Israeli Prime Minister Benjamin Netanyahu told lawmakers Israel “must separate from the Palestinians,” a government official said, hinting again at possible unilateral moves following the breakdown of U.S.- sponsored peace talks.
The official spoke on condition of anonymity because he wasn’t authorized to comment publicly. He provided no further details on what the Israeli leader told members of parliament’s Foreign Affairs and Defense Committee in their closed meeting on June 2 or what he meant by separation.
The language, however, was reminiscent of the term “disengagement” that Israel used to refer to its 2005 withdrawal of settlers and soldiers from the Gaza Strip, carried out unilaterally under then-Prime Minister Ariel Sharon in the absence of peacemaking. Netanyahu referred to unilateral action in an interview with Bloomberg View columnist Jeffrey Goldberg published May 23, in which he noted that some Israelis favor disengaging from sections of the West Bank with large Palestinian populations, even if this would mean dismantling Jewish settlements.
“It’s true that the idea of taking unilateral steps is gaining ground, from the center-left to the center-right,” he said in that interview. “Many Israelis are asking themselves if there are certain unilateral steps that could theoretically make sense.”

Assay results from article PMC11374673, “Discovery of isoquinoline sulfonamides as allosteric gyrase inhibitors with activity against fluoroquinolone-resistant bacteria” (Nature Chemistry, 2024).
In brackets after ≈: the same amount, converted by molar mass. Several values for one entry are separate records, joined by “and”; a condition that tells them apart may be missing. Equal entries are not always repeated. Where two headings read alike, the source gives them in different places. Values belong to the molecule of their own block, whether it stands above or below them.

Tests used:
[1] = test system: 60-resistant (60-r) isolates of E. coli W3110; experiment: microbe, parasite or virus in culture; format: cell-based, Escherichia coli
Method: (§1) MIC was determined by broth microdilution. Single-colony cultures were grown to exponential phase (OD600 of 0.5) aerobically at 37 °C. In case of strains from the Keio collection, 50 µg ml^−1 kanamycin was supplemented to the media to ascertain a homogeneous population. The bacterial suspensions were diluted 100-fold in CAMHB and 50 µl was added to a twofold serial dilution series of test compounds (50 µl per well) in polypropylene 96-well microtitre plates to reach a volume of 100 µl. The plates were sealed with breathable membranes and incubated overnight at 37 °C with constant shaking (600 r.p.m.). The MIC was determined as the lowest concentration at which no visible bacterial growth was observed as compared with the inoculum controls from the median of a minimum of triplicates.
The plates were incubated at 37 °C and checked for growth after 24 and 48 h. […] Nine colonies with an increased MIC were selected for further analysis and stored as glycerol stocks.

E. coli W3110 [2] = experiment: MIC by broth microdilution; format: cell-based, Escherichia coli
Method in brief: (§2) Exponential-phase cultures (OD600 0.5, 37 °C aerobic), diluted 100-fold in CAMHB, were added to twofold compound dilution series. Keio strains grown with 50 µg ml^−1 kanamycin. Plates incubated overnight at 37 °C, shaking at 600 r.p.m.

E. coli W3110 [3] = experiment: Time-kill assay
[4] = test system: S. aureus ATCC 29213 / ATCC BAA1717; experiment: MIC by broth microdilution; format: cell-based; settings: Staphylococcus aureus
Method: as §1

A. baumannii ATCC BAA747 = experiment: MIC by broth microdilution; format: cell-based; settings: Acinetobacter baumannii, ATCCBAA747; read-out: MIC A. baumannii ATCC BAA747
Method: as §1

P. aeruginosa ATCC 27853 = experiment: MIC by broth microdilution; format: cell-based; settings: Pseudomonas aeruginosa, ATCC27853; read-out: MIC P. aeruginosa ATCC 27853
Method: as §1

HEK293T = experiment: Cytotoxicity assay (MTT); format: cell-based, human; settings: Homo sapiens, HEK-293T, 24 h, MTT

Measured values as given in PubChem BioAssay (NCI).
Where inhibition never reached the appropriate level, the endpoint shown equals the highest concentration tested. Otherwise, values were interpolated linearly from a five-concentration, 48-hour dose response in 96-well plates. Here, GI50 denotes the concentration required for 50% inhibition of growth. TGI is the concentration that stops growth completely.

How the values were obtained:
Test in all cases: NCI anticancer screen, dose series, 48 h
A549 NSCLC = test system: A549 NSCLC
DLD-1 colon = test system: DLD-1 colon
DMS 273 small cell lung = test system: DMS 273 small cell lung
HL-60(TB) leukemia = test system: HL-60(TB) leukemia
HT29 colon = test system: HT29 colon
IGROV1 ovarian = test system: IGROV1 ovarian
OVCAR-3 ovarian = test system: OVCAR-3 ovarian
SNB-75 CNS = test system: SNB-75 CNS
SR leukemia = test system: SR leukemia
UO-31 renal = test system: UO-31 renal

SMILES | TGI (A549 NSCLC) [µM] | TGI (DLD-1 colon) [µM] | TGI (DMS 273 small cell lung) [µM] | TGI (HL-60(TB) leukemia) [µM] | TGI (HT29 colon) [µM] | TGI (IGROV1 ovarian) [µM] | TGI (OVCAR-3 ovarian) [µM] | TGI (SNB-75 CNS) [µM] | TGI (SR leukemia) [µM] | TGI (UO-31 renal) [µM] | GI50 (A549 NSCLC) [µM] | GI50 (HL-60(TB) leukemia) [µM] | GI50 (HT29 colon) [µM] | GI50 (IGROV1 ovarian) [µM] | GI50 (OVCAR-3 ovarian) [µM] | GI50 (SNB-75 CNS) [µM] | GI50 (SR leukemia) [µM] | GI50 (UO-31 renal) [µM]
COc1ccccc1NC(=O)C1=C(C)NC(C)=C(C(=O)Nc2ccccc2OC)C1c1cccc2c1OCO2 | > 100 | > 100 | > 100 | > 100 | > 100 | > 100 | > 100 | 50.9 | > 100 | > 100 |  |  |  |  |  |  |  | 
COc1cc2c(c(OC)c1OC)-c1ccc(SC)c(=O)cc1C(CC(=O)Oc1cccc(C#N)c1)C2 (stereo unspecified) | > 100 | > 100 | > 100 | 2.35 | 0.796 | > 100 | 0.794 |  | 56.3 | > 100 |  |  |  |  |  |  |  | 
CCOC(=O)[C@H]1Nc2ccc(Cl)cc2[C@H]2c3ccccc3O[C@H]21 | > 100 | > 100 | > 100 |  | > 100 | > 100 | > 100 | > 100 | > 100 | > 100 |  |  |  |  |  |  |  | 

While Israelis don’t want a repeat of the Gaza experience, where militants used evacuated territory to fire rockets at Israel, steps must be taken to prevent the collapse of Israel as a Jewish-majority democratic nation, Netanyahu said in the interview last month.
The Israel Democracy Institute-Tel Aviv University Peace Index, a monthly poll conducted by the Midgam Research Institute, found that 60 percent of the country’s Jews surveyed in late May oppose unilateral withdrawal. More than two-thirds of the country’s 20-percent Arab minority support it. The poll of 605 people had a margin of error of 4.1 percentage points.
Peace talks between Israel and the Palestinians foundered two months ago. Israel has said it won’t negotiate with the new Palestinian government formed this week because it is backed by the Gaza-based Hamas movement, considered a terrorist movement by the U.S. and the European Union for its attacks on Israeli civilian targets.
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